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Selected Projects


A Community Art and Social Collaboration

The Errata Project, building on the conscious omission of women artists in the early editions of H.W. Janson’s History of Art, takes the form of a continuously growing library archive dedicated to female artists and establishes a related social platform. The project is realized through participating institutions as they collaborate with the public. It creates an instrument for community involvement to maintain sustained dialogues about women in art and society with the ultimate goal of sensitizing people at local levels towards gender equality and positive changes.

The Errata Project forms part of the 2018 Oficina de Proyectos Culturales (OPC) Public Programming, awarded support by the Fundación Jumex Arte Contemporáneo.

Errata Project PDF (Eng) (Esp) (926 KB)


Gringo: Taking Root in a Faraway Land

Forming part of a public plaza or walkway, the installation Gringo is made by cutting away or creating with the existing materials, the letters of the word Gringo, as openings to the ground below, where grass and small flowers are planted.

The realization of Project Gringo is dictated by the physical characteristics, weather and demographics of the host location to create a platform for discussion about the historical, conceptual, and social ramifications related to the word Gringo and the symbiotic nature of an immigrant’s life in a foreign community.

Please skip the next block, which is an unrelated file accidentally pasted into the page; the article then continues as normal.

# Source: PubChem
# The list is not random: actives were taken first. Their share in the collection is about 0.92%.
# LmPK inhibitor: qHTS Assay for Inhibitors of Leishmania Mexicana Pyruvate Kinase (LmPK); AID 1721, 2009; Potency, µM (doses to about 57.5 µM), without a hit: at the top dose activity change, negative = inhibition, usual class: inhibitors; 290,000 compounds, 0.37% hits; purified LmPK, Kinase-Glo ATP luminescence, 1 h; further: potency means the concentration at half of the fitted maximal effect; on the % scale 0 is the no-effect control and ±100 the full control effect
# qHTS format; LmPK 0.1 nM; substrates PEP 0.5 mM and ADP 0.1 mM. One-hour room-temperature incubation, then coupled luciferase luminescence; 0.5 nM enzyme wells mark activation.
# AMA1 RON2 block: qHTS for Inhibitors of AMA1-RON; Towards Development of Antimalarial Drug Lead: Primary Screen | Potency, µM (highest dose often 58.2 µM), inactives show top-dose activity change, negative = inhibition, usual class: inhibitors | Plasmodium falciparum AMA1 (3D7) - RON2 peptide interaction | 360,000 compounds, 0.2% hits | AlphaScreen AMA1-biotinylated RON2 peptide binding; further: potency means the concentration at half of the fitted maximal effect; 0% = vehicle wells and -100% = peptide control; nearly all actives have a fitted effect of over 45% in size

Beyond the Agentic State

The works in this project are derived from military ribbons of specific generals and inspired by the Obedience Experiment from the 60s conducted by Stanley Milgram at Yale University. Removed from the context of the military uniform and scaled up in size, the design of the medals transforms into a colorful work of art in a modernist, hard-edge style, distant from the concept of war.

2018_petreausBeyond the Agentic State 3, 2018
Digital image
300 x 200 cm.

Rendezvous: This Land is My Land

The romantic and majestic landscape paintings of the later 19th century played a pivotal role in the concept of Manifest Destiny and western expansion in the United States. These works inspired many to move west with the promise of a new life in unspoiled lands teeming with abundant natural resources. The concept of utopia continues in the landscape genre.

 The works from the Rendezvous Landscape Series are comprised of imaginary images, post cards and found landscape paintings. The landscapes from this series are then sectioned off in quadrants in a similar fashion to surveyed land. The grids also pertain to the multitude of grids we use and encounter in our daily lives, such as the longitude-latitude indications on our GPS, street grids and even the pixel grid on our computers.